Bessie Lundie is a resident at Castle Court care home in Chepstow. She says she's delighted with the attention paid to her hearing loss by staff there.
The guide was written with the help of care home workers. Cheryl Merrony, who works in Chepstow and lost a great deal of her own hearing as a child, was among those sharing their tips.
– Cheryl Merrony, care home worker
We have so many residents here who have hearing loss, around three quarters of them have hearing aids, and because I understand what it’s like when you have problems, I decided to look after them myself. Every day I check with the residents that their hearing aids are switched on properly, batteries are working and that there’s no whistling of any blockages in the tubes.
– Richard Williams, Director of Action on Hearing Loss Cymru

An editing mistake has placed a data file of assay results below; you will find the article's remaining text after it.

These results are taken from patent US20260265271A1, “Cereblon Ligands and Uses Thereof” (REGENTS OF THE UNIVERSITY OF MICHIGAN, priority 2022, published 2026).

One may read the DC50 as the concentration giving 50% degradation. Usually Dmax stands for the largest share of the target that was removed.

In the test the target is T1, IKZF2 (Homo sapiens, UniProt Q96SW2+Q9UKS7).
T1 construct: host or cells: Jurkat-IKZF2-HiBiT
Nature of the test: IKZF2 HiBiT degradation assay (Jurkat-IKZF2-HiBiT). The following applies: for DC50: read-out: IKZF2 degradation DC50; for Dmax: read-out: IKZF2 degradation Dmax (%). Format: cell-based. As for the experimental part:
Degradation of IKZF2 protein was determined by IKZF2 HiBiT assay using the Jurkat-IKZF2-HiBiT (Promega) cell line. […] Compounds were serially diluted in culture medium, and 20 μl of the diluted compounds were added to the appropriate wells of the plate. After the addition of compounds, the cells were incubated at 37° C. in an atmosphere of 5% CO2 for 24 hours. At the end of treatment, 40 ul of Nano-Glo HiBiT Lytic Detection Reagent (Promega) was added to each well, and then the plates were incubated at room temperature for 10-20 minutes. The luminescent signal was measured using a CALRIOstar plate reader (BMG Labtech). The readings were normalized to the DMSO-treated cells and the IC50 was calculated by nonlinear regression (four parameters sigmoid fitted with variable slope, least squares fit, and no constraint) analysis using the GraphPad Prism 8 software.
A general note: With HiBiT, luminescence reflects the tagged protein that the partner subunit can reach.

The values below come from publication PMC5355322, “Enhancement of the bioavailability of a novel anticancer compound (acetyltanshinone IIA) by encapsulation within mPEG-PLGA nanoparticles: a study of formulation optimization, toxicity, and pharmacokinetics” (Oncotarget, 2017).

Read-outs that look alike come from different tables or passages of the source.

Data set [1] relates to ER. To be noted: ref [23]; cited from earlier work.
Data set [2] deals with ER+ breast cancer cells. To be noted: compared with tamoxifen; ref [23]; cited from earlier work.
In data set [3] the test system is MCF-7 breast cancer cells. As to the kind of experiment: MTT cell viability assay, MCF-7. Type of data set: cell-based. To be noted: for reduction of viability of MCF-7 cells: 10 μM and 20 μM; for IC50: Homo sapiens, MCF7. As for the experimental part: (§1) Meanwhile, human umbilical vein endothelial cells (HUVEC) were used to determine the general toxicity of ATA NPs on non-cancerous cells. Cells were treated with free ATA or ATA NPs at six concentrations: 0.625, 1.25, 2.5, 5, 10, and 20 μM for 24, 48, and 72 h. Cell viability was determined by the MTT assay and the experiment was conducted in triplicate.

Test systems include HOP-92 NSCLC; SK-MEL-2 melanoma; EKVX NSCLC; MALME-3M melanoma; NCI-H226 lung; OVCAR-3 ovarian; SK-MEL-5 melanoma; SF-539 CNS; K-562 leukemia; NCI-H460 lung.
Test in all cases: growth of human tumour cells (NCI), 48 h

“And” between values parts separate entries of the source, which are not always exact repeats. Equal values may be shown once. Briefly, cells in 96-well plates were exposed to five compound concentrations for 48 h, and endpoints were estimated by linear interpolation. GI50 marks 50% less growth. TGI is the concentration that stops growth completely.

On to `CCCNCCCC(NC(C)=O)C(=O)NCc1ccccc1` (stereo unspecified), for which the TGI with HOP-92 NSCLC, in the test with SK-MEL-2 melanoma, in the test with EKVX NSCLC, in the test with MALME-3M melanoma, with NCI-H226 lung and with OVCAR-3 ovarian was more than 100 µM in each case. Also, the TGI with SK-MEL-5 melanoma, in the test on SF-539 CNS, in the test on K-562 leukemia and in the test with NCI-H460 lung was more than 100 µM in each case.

Working with the My Home Life Cymru to produce this publication has been a great opportunity for Action on Hearing Loss Cymru to help care home staff get a better understanding of the realities of life for people with hearing loss. It can take some time to adjust to wearing a hearing aid and it’s important that older people in care homes get the support they need to make the most of hearing aids, including regular maintenance.
All 740 care homes in Wales are being given a written guide on how to help improve the quality of life of residents who have hearing loss.
It's been put together by Action on Hearing Loss Cymru, as part of a wider project by Age Cymru on promoting best practice in care homes.
The guide aims to help care home staff identify signs of hearing loss and suggest tips on ensuring residents with hearing loss can be part of activities in the home. Maintaining older people's hearing aids is an important practical example.